A male junior manager described working to have repeat consulting engagements with a company near enough to his home that he could take care of it with day trips. “I try to head out by 5, get home at 5:30, have dinner, play with my daughter,” he said, adding that he generally kept weekend work down to two hours of catching up on email.

Despite the limited hours, he said: “I know what clients are expecting. So I deliver above that.” He received a high performance review and a promotion.

What is fascinating about the firm Ms. Reid studied is that these people, who in her terminology were “passing” as workaholics, received performance reviews that were as strong as their hyper-ambitious colleagues. For people who were good at faking it, there was no real damage done by their lighter workloads.

It calls to mind the episode of “Seinfeld” in which George Costanza leaves his car in the parking lot at Yankee Stadium, where he works, and gets a promotion because his boss sees the car and thinks he is getting to work earlier and staying later than anyone else. (The strategy goes awry for him, and is not recommended for any aspiring partners in a consulting firm.)

A second finding is that women, particularly those with young children, were much more likely to request greater flexibility through more formal means, such as returning from maternity leave with an explicitly reduced schedule. Men who requested a paternity leave seemed to be punished come review time, and so may have felt more need to take time to spend with their families through those unofficial methods.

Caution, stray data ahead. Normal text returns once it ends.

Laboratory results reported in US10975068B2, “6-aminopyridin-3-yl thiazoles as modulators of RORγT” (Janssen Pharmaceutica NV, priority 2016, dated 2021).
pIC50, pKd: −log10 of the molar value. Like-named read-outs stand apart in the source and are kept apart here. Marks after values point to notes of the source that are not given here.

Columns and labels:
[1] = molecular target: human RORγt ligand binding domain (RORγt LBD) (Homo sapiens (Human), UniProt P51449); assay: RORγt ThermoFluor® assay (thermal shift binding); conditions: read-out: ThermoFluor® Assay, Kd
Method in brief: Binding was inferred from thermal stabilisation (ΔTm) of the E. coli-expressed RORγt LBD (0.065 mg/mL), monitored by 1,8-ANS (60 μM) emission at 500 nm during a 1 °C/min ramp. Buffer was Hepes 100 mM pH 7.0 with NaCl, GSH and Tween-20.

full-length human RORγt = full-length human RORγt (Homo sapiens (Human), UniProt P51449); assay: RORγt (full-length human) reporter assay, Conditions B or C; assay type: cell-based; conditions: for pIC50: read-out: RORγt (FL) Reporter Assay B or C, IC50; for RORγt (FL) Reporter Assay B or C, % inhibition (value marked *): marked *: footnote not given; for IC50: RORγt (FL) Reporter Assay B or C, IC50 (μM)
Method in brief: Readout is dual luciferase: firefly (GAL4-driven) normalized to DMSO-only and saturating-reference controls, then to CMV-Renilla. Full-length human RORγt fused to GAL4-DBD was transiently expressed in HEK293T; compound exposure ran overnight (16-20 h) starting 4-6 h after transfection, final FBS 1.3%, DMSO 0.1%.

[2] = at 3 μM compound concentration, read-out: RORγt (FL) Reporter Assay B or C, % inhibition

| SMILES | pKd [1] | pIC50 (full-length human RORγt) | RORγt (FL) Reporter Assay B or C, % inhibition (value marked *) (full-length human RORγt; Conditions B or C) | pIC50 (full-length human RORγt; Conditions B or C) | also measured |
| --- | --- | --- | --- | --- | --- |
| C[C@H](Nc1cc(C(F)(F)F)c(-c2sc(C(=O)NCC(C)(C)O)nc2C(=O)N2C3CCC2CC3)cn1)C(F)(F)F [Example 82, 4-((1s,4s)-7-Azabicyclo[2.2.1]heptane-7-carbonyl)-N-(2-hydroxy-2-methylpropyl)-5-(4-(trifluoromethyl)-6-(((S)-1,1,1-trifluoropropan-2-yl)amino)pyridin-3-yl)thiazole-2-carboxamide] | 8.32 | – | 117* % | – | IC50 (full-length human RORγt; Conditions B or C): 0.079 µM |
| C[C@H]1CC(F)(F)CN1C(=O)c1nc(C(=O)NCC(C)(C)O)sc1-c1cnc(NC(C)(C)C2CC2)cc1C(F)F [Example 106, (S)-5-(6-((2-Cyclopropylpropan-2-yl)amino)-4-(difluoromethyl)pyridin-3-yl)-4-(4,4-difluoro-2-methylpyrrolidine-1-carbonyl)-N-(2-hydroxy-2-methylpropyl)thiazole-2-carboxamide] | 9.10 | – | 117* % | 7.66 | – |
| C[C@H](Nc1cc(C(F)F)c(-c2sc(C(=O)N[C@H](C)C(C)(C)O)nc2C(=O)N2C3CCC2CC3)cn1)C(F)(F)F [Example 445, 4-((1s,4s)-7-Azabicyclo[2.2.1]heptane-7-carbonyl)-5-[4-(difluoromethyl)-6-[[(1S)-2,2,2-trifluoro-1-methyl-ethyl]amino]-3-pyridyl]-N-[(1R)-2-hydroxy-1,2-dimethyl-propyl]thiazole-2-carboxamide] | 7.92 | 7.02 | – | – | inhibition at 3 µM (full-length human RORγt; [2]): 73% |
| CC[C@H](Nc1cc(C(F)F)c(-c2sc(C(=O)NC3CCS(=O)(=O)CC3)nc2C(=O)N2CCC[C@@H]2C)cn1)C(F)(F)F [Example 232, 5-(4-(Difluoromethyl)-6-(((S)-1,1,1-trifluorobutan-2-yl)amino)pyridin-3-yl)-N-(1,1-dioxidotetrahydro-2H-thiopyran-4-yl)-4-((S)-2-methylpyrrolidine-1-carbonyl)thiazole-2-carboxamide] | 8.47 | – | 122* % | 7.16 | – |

The result of this is easy to see: Those specifically requesting a lighter workload, who were disproportionately women, suffered in their performance reviews; those who took a lighter workload more discreetly didn’t suffer. The maxim of “ask forgiveness, not permission” seemed to apply.

It would be dangerous to extrapolate too much from a study at one firm, but Ms. Reid said in an interview that since publishing a summary of her research in Harvard Business Review she has heard from people in a variety of industries describing the same dynamic.

High-octane professional service firms are that way for a reason, and no one would doubt that insane hours and lots of travel can be necessary if you’re a lawyer on the verge of a big trial, an accountant right before tax day or an investment banker advising on a huge merger.

But the fact that the consultants who quietly lightened their workload did just as well in their performance reviews as those who were truly working 80 or more hours a week suggests that in normal times, heavy workloads may be more about signaling devotion to a firm than really being more productive. The person working 80 hours isn’t necessarily serving clients any better than the person working 50.

In other words, maybe the real problem isn’t men faking greater devotion to their jobs. Maybe it’s that too many companies reward the wrong things, favoring the illusion of extraordinary effort over actual productivity.

How Some Men Fake an 80-Hour Workweek, and Why It Matters